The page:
Papa Johns pizza
Tom Dougherty, CEO – Stealing Share
5 March 2018
The much-needed rebranding of Papa Johns pizza
Rest in Peace, Papa Johns pizza. Or, at least, it was (not) nice knowing founder John Schnatter.
The day after NFL fires Papa Johns pizza as the pizza of choice, Pizza Hut replaces Schnatter’s group. And, yes, I say the NFL fired Papa Johns. You see, the pizza chain stood in the midst of a deal that wasn’t supposed to run out until 2020. So, while Papa Johns spins this as a positive, believe me, it ain’t.
“While the NFL remains an important channel for us, we have determined that there are better ways to reach and activate this audience,” said the new CEO, Steve Ritchie.
He could be right. But only in the sense that Papa Johns pizza needs a complete overhaul. Sales drop 3.9% in same-stores sales for Q4. For the whole of 2017, sales remain stagnant with a 0.1% rise compared to the 4.4% uptick for the entire pizza category.
“The truth? Consumers were tiring of the Papa John act, specifically Schnatter. The brand was only about him, while “Better Ingredients, Better Pizza” means nothing to everyone.”
Schnatter, of course, drew fire when he claimed Papa Johns’ dropping sales were the result of the anthem protests on NFL sidelines. He completely misread the market, watching Papa Johns stock value decline by a third after his comments went public.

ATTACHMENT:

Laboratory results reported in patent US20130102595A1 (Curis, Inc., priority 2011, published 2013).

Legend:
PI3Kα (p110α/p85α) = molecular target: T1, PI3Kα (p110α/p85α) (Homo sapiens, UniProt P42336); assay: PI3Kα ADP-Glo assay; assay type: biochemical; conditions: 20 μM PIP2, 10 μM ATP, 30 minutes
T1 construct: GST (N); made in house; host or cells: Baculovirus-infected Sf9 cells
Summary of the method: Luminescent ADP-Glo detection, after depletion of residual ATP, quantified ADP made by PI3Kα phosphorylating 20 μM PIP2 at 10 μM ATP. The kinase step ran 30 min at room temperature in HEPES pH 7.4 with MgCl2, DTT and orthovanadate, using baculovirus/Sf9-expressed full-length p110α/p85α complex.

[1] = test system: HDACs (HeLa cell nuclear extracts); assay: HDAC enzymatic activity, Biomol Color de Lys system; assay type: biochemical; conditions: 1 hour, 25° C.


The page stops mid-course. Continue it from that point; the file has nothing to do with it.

The coming overhaul of the Papa Johns pizza brand
The truth? Consumers were tiring of the Papa John act, specifically Schnatter. The brand was only about him, while “Better Ingredients, Better Pizza” means nothing to everyone. It was evolving into a boring brand with a weird touch of egotism. Schnatter appears in every ad, often awkwardly.
For example, a spot featuring Schnatter and former QB Peyton Manning thanking the grounds crew was clumsy. It felt like the Papa Johns founder just wanted to fawn over Manning (who does own some Papa Johns stores).
But I’ll give Mr. Ritchie some kudos. He mentions that the company is making wholesale changes, especially in marketing. No pizza brand needs rebranding more.
Both Pizza Hut (the market leader) and Dominos are emerging with more sophisticated marketing because they realize change is needed. The market dives into making the cheapest pizza at the cheapest prices, plunging into offers so low I can’t imagine they make a profit.
For Ritchie to follow through on his word, the Papa Johns pizza brand must put everything on the table. Nothing is sacred. Once it does that, then the building of a brand beyond price and Mr. Schnatter can happen.
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